Democratic presidential frontrunner Hillary Clinton has blasted the proposed merger between two huge pharmaceutical companies.
Clinton claims that the merger of Pfizer and Allergan will “leave U.S. taxpayers holding the bag” as the massive new firm sets up headquarters in Ireland in order to avoid paying U.S. taxes.
Pfizer-Allergan will be headquartered abroad to reduce U.S. tax bill
The merger will create the largest drug company in the world, and one that aims to reduce its contribution to the U.S. tax base as much as possible. Companies continue to engage in a practice known as “inversion,” in which business is conducted in the U.S. but the legal headquarters is elsewhere in order to reduce taxes.
Under President Obama officials have made concerted efforts to combat the practice, but no full solution has been found. Clinton aims to change that if she is elected as the next U.S. president in 2016.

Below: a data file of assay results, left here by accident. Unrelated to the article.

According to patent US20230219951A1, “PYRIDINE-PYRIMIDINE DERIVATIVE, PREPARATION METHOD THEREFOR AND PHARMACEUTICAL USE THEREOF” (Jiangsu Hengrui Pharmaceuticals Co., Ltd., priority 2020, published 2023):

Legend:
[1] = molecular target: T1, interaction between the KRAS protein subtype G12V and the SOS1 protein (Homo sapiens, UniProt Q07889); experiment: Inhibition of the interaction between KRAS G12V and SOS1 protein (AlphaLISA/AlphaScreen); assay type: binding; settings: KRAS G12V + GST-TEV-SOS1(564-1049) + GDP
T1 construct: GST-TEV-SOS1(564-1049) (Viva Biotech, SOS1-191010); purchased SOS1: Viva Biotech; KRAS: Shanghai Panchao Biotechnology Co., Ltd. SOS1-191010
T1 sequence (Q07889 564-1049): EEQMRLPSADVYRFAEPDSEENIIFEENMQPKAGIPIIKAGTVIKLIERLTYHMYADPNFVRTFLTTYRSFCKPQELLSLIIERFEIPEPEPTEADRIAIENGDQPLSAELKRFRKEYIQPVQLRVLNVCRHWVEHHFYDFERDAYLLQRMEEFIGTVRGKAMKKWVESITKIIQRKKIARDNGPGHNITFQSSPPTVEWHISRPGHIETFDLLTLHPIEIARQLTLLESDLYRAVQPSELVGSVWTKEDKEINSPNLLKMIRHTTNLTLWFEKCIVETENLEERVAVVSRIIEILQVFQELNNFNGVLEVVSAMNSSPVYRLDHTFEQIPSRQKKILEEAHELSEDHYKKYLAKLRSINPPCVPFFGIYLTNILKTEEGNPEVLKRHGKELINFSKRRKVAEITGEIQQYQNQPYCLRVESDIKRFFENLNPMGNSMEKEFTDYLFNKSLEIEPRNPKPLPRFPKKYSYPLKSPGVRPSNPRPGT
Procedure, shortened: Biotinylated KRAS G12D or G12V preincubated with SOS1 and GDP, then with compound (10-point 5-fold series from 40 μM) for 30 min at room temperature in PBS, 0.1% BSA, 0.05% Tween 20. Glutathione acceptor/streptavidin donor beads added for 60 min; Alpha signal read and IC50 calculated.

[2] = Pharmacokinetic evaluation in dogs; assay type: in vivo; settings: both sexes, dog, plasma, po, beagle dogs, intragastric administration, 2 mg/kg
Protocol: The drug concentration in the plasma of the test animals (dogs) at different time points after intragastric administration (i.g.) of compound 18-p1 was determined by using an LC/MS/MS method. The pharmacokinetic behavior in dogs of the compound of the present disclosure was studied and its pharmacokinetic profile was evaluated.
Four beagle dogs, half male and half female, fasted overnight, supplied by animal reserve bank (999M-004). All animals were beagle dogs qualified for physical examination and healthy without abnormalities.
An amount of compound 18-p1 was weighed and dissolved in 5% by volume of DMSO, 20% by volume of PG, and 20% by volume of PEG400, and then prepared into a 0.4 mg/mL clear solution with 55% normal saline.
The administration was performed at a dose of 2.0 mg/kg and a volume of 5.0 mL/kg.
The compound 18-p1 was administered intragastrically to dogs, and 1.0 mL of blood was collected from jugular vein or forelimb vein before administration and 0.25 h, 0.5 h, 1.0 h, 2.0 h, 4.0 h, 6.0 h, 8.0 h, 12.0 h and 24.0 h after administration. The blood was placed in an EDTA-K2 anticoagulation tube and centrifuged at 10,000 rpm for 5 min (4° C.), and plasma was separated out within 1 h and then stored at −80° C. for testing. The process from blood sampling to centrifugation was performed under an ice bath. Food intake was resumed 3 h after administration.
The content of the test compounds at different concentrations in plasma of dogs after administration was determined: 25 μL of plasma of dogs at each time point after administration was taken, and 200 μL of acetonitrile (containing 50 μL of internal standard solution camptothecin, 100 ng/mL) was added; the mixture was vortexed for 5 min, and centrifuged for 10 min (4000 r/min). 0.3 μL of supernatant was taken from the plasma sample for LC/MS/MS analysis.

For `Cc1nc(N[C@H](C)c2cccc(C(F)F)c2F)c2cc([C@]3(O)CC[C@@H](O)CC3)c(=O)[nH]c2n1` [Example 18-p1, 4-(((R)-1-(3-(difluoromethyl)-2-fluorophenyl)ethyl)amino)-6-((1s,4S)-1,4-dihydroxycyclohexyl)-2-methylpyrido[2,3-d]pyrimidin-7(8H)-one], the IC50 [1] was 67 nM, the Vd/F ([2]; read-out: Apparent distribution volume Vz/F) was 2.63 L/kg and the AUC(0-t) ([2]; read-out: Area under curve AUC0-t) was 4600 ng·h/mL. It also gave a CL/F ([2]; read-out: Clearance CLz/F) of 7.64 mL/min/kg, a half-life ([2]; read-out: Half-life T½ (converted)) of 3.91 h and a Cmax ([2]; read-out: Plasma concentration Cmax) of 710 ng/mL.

“For too long, powerful corporations have exploited loopholes that allow them to hide earnings abroad to lower their taxes. Now Pfizer is trying to reduce its tax bill even further,” Mrs. Clinton said in a statement.
Clinton aims to end corporate inversions if elected
“This proposed merger, and so-called ‘inversions’ by other companies, will leave U.S. taxpayers holding the bag. As President, I will fight to reform our tax system to reward growth, innovation, and job creation here in the United States. We cannot delay in cracking down on inversions that erode our tax base,” she added.
In addition Clinton said that she will release details of specific policy proposals that will combat inversions and preserve the U.S. tax base.
Republican presidential candidate Donald Trump claimed that the deal provided further evidence that the U.S. tax code needs to be changed. “These corporate inversions take capital and, more importantly, jobs offshore,” he said in a statement. “We need leadership in Washington to get the tax code changed so companies will be coming to America, not looking for ways to leave.”
Carl Icahn, a billionaire investor and endorser of Trump, claimed that a Pfizer-Allergan merger would mean that the U.S. loses its 10th biggest company to Ireland. Icahn has also invested $150 million in a political action committee advocating tax reform to eliminate inversions.